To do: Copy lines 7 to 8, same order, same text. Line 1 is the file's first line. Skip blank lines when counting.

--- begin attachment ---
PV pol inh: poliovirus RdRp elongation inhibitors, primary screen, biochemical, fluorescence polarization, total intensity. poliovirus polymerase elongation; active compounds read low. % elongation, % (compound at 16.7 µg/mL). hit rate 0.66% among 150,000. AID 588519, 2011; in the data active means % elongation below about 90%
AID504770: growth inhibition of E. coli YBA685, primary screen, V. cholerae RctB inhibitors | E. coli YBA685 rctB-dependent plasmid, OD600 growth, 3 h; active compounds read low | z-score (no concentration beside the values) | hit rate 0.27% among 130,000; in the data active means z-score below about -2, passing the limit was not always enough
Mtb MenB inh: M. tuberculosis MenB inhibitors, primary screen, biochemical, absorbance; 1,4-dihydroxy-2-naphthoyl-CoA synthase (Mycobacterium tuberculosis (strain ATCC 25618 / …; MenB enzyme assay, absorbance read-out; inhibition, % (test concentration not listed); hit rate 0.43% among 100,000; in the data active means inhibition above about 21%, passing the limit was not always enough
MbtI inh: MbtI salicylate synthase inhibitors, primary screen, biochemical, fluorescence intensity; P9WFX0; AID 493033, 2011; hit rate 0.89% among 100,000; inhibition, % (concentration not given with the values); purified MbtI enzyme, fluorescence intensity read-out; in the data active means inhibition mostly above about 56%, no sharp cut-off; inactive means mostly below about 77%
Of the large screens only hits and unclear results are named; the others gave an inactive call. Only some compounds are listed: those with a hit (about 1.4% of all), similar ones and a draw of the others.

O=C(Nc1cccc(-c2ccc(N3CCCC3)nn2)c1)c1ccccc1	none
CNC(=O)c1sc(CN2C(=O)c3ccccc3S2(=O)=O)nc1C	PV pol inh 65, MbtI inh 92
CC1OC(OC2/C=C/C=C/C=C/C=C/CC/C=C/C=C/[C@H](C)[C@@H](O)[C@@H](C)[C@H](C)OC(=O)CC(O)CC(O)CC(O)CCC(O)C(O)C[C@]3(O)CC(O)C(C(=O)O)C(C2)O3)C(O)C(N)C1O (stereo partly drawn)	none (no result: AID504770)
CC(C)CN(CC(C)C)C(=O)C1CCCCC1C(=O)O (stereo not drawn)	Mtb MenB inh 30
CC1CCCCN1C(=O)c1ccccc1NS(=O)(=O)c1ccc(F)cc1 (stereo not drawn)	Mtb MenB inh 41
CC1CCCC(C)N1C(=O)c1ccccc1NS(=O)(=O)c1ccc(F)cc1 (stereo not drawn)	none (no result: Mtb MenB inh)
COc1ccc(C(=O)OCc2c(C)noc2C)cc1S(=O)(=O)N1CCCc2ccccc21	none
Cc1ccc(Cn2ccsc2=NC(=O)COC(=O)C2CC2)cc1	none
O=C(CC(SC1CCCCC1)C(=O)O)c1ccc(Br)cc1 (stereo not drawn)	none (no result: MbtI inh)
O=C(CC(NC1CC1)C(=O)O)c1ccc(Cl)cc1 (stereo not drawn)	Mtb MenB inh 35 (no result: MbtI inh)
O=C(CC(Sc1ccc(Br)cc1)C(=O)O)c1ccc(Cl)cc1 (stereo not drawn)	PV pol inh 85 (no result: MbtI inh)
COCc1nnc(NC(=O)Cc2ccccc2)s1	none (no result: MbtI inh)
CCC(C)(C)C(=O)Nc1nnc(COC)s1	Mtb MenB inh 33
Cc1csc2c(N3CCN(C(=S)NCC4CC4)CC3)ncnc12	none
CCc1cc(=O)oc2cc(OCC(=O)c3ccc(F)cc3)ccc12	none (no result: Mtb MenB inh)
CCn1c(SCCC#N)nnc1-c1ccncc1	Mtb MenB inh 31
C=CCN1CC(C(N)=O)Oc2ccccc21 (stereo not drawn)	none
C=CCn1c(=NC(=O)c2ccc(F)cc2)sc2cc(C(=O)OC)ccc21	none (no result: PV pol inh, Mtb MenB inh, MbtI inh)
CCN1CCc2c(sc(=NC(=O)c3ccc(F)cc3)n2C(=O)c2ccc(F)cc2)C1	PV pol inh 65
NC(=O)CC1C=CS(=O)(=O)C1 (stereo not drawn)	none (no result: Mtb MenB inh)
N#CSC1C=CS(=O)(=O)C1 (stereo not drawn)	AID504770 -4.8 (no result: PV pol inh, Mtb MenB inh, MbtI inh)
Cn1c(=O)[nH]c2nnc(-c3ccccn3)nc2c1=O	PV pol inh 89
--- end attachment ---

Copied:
CNC(=O)c1sc(CN2C(=O)c3ccccc3S2(=O)=O)nc1C	PV pol inh 65, MbtI inh 92
CC1OC(OC2/C=C/C=C/C=C/C=C/CC/C=C/C=C/[C@H](C)[C@@H](O)[C@@H](C)[C@H](C)OC(=O)CC(O)CC(O)CC(O)CCC(O)C(O)C[C@]3(O)CC(O)C(C(=O)O)C(C2)O3)C(O)C(N)C1O (stereo partly drawn)	none (no result: AID504770)